The symposium, in the intimate Forum Room, began Thursday morning after a long and conversational breakfast session. Wilson served as moderator. Tim Scholl, of Oberlin College and the University of Helsinki, spoke about some of the sources for Balanchine's choreography, particularly the Georgian folk dancing that he first saw in his father's restaurant. Scholl used videos to illustrate similar step sequences and formations that occur in certain Georgian dances and in Balanchine's Serenade. Of course, the material was transformed by Balanchine into imagery reminiscent of French romantic ballet. Charles M. Joseph, a Skidmore College dean and musicologist, examined the close personal relationship and collaboration between composer Igor Stravinsky and choreographer George Balanchine, stressing that both men were practitioners not theorists at heart—playing the piano in order to compose or choreograph. Stravinsky danced as a young man and knew about dancing; Balanchine spent time and effort throughout his life doing music exercises, making piano reductions of orchestral scores and composing. At the keyboard, Joseph analyzed music written by Stravinsky and by Balanchine, showing that their inside knowledge told them when to forge forward and when to step back. Toni Bentley, dancer and dance writer, presented her idea about the pre-eminence of woman in Balanchine's life and ballets. Along the way, she mentioned that on one occasion he gave names to three of the critic figures in his Davidsbündlertänze: Arlene (Croce), Clive (Barnes) and Tobi (Tobias). Balanchine enjoyed not repressing his sense of humor.

The afternoon session began with Wilson's history of the Harvard Theatre Collection and its major dance holdings. Dance photographer and mathematics teacher Costas spoke about Balanchine's good manners, great generosity, inquisitiveness about the world and moral sense. Using slides and diagrams, he illustrated Balanchine's choreographic concern with three dimensional space and geometry. Lastly, Costas mentioned his respect for his dancers' individuality and his feeling for beauty. Julia Randel, a Harvard graduate student, examined the interaction of music, drama and choreography in the Balanchine opus, and theater historian Mary C. Henderson considered Balanchine's 18 Broadway shows and the collaborations they involved— including the tap finale for Slaughter on 10th Avenue which he left mostly to the male star of the show, Ray Bolger.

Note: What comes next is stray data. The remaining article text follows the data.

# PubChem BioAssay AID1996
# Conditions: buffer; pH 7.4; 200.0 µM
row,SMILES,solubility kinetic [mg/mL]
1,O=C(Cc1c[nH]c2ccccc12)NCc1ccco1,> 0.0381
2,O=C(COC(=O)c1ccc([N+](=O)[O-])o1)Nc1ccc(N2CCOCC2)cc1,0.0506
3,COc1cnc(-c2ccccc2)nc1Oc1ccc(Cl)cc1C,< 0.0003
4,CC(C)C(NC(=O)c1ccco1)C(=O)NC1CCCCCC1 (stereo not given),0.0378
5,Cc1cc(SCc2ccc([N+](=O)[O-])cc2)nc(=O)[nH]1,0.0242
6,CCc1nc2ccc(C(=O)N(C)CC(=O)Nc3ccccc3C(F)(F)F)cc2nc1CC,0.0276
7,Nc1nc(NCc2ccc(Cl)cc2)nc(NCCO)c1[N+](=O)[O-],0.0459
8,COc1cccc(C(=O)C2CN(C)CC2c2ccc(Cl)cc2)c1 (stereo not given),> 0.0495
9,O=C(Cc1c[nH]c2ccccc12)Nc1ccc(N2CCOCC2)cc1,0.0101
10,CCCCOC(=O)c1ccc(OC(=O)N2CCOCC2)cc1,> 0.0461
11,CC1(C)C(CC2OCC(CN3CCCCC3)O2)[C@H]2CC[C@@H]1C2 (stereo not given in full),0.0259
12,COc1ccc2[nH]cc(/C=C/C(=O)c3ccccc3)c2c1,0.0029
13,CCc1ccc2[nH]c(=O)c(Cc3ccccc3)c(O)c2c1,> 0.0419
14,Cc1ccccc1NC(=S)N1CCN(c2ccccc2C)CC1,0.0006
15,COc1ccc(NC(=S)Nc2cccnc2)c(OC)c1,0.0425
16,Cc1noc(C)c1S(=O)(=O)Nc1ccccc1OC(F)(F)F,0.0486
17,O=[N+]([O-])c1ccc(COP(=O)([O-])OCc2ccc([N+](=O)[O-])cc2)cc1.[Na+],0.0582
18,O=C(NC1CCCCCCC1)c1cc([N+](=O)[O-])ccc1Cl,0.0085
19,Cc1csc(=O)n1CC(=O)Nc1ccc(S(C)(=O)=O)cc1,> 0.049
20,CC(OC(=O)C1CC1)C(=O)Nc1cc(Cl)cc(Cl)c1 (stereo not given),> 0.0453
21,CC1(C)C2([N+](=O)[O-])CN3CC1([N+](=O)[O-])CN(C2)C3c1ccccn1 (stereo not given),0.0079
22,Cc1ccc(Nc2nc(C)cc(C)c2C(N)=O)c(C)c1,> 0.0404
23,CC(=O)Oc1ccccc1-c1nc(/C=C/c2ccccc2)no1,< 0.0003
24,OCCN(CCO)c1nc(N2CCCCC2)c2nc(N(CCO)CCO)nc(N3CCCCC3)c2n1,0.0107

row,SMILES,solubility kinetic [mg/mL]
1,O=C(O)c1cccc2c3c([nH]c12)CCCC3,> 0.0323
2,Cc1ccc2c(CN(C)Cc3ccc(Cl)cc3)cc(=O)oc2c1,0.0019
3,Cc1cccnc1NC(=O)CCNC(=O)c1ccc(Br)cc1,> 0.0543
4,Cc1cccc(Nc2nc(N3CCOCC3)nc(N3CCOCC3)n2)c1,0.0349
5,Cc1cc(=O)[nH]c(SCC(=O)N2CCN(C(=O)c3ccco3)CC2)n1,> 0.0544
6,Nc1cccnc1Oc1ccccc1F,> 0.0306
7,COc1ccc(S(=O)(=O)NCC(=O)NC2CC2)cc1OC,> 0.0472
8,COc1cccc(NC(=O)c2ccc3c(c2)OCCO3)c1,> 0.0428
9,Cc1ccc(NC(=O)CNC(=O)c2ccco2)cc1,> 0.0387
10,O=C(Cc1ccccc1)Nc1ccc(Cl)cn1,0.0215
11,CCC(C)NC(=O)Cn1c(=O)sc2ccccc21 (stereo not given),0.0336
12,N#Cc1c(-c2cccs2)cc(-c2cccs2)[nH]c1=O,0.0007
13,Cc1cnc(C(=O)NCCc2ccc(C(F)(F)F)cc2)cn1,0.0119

The evening session focused on Suzanne Farrell —Balanchine ballerina emerita, stager, teacher, and company director. Co-sponsored by Harvard's Office of Arts, this conclusion to the Balanchine days on campus was held in large Lowell Hall and attracted a big audience. Farrell, in conversation with dance critic Joan Acocella, stressed a new dimension to her now familiar view (alert musicality, very fast and very slow pacing, precision, etc. ) of dancing Balanchine's choreography: moving through space. With the assistance of student Katie Daines and pianist David Polan, Farrell showed how much more interesting a variation becomes when the dancer doesn't do it in one spot. That, and the drama of off-center balance, was also shown in historic footage of Farrell herself dancing in Balanchine's Don Quixote—which the Suzanne Farrell Ballet is reviving in collaboration with the National Ballet of Canada.

Time for public questions and answers at the end of the three Thursday sessions, like the time allowed for private conversations during the Wednesday reception and Thursday morning breakfast, expanded the range of topics broached by the speakers.

Photo:  George Balanchine portrait (ca. 1955). Photographer: Tanaquil Le Clercq. The New York Public Library for the Performing Arts, Jerome Robbins Dance Division.

Originally published:
Volume 2, Number 13
February 9, 2004

© 2004 George Jackson




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last updated on April 19, 2004